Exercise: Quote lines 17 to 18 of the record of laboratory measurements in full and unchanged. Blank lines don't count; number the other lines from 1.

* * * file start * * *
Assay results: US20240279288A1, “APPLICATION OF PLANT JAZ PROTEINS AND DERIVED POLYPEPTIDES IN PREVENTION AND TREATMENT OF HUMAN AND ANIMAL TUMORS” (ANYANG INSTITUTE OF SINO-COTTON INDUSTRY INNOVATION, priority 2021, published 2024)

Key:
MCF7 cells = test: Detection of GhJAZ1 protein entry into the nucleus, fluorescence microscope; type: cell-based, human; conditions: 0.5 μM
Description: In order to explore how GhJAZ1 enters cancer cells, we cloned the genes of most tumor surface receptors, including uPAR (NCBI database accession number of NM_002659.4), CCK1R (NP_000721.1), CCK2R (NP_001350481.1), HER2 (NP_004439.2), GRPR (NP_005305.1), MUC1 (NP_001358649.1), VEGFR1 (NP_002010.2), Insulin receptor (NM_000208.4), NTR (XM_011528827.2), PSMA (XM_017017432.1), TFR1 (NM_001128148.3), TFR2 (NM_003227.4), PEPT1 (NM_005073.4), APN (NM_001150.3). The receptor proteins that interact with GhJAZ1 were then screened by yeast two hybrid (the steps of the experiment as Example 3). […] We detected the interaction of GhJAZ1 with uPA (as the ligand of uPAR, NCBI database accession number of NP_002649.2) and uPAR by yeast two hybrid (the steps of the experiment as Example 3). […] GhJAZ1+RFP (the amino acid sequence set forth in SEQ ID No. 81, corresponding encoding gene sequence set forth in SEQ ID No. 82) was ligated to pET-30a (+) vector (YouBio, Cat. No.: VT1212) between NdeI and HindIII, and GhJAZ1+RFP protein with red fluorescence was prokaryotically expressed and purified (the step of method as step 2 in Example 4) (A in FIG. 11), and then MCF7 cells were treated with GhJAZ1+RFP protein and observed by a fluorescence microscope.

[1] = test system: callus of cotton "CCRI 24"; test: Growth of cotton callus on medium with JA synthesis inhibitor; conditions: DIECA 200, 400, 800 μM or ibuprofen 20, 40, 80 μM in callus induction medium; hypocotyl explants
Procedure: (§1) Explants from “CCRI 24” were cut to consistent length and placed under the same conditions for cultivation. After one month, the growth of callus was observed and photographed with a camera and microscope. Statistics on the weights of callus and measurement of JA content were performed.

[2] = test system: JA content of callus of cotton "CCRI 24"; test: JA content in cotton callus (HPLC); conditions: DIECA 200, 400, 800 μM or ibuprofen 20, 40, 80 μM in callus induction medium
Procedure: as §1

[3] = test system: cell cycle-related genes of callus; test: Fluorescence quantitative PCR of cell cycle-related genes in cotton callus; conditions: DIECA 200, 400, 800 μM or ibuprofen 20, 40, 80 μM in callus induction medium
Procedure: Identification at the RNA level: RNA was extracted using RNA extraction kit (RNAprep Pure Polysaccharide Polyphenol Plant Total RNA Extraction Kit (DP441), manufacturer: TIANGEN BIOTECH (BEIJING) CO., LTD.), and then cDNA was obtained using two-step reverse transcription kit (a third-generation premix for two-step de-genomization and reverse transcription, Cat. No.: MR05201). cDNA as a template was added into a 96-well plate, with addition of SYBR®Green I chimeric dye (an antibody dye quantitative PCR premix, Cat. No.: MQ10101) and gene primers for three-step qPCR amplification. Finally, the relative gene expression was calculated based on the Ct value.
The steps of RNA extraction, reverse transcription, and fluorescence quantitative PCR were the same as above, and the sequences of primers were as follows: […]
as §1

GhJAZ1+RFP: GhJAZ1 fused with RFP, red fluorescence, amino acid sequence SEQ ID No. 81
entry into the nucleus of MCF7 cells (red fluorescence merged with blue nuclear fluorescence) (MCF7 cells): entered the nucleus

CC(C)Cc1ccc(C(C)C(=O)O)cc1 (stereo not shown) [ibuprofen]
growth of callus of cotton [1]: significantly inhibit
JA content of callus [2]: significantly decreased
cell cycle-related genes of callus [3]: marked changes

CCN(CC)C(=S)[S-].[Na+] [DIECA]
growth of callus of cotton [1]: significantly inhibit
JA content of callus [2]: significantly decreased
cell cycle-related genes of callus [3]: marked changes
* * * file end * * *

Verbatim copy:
JA content of callus [2]: significantly decreased
cell cycle-related genes of callus [3]: marked changes